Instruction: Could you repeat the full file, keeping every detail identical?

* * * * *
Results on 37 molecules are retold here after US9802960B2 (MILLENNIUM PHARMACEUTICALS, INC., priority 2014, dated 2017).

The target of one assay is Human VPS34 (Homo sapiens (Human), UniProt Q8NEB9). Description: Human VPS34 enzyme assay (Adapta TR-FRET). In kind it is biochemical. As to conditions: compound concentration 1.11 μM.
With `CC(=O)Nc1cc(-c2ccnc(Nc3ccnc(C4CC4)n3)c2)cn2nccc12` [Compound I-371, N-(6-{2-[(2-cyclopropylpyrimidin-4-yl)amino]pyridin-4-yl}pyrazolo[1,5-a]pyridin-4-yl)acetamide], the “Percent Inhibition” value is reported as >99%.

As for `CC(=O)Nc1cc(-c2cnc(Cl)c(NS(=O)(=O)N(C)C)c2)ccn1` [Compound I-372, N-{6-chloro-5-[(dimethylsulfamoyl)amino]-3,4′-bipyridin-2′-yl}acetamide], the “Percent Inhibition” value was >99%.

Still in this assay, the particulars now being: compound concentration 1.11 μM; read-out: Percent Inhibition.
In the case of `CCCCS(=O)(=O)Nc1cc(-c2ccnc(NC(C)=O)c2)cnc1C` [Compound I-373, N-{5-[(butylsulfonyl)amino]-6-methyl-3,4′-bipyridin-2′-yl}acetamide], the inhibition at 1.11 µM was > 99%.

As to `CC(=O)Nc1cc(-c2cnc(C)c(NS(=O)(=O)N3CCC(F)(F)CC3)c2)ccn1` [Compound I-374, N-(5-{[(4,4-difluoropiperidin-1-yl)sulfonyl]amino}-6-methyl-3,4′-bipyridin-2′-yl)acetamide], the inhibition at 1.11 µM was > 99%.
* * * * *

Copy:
Results on 37 molecules are retold here after US9802960B2 (MILLENNIUM PHARMACEUTICALS, INC., priority 2014, dated 2017).

The target of one assay is Human VPS34 (Homo sapiens (Human), UniProt Q8NEB9). Description: Human VPS34 enzyme assay (Adapta TR-FRET). In kind it is biochemical. As to conditions: compound concentration 1.11 μM.
With `CC(=O)Nc1cc(-c2ccnc(Nc3ccnc(C4CC4)n3)c2)cn2nccc12` [Compound I-371, N-(6-{2-[(2-cyclopropylpyrimidin-4-yl)amino]pyridin-4-yl}pyrazolo[1,5-a]pyridin-4-yl)acetamide], the “Percent Inhibition” value is reported as >99%.

As for `CC(=O)Nc1cc(-c2cnc(Cl)c(NS(=O)(=O)N(C)C)c2)ccn1` [Compound I-372, N-{6-chloro-5-[(dimethylsulfamoyl)amino]-3,4′-bipyridin-2′-yl}acetamide], the “Percent Inhibition” value was >99%.

Still in this assay, the particulars now being: compound concentration 1.11 μM; read-out: Percent Inhibition.
In the case of `CCCCS(=O)(=O)Nc1cc(-c2ccnc(NC(C)=O)c2)cnc1C` [Compound I-373, N-{5-[(butylsulfonyl)amino]-6-methyl-3,4′-bipyridin-2′-yl}acetamide], the inhibition at 1.11 µM was > 99%.

As to `CC(=O)Nc1cc(-c2cnc(C)c(NS(=O)(=O)N3CCC(F)(F)CC3)c2)ccn1` [Compound I-374, N-(5-{[(4,4-difluoropiperidin-1-yl)sulfonyl]amino}-6-methyl-3,4′-bipyridin-2′-yl)acetamide], the inhibition at 1.11 µM was > 99%.